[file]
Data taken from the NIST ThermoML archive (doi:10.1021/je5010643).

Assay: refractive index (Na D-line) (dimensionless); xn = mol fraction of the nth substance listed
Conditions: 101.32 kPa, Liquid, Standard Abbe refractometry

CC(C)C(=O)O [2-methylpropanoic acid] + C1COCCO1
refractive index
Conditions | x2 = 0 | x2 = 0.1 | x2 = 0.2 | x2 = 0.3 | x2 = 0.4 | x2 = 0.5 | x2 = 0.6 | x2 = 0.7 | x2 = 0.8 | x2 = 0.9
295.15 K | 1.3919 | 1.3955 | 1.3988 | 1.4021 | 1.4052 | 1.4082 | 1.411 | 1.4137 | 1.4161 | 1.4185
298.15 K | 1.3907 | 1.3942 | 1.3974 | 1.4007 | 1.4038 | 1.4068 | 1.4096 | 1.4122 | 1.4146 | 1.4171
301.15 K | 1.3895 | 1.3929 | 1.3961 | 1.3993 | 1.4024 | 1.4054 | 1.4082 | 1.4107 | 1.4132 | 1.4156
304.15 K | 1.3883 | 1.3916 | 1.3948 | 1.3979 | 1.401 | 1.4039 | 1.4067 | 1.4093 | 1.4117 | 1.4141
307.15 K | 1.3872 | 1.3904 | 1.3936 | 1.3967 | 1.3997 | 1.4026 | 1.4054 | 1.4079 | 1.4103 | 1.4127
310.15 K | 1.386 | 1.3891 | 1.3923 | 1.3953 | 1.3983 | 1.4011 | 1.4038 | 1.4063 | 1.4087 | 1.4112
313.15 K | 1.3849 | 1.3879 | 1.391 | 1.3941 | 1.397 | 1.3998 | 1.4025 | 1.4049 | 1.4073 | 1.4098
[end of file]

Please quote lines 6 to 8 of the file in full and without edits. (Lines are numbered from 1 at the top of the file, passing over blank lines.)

Conditions | x2 = 0 | x2 = 0.1 | x2 = 0.2 | x2 = 0.3 | x2 = 0.4 | x2 = 0.5 | x2 = 0.6 | x2 = 0.7 | x2 = 0.8 | x2 = 0.9
295.15 K | 1.3919 | 1.3955 | 1.3988 | 1.4021 | 1.4052 | 1.4082 | 1.411 | 1.4137 | 1.4161 | 1.4185
298.15 K | 1.3907 | 1.3942 | 1.3974 | 1.4007 | 1.4038 | 1.4068 | 1.4096 | 1.4122 | 1.4146 | 1.4171